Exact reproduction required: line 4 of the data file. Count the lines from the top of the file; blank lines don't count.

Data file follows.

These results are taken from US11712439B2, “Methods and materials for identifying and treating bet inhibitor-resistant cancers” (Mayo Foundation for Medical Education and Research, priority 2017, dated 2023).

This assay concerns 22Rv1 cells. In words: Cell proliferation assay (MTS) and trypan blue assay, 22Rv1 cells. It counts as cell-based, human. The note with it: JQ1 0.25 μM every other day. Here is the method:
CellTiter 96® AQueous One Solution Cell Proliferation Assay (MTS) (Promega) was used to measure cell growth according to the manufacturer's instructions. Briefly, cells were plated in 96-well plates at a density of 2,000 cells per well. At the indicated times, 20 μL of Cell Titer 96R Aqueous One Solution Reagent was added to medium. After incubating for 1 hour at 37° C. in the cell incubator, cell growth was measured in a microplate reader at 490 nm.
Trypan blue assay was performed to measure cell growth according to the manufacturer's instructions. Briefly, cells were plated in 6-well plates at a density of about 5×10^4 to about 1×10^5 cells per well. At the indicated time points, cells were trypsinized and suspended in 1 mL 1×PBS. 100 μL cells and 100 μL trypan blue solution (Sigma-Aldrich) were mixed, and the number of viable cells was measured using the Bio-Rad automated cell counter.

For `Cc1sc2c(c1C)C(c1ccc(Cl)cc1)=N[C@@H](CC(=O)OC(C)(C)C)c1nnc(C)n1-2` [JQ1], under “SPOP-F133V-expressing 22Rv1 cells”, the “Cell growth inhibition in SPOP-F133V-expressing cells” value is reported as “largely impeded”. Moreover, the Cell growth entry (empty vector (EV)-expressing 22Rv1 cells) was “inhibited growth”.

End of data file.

Trypan blue assay was performed to measure cell growth according to the manufacturer's instructions. Briefly, cells were plated in 6-well plates at a density of about 5×10^4 to about 1×10^5 cells per well. At the indicated time points, cells were trypsinized and suspended in 1 mL 1×PBS. 100 μL cells and 100 μL trypan blue solution (Sigma-Aldrich) were mixed, and the number of viable cells was measured using the Bio-Rad automated cell counter.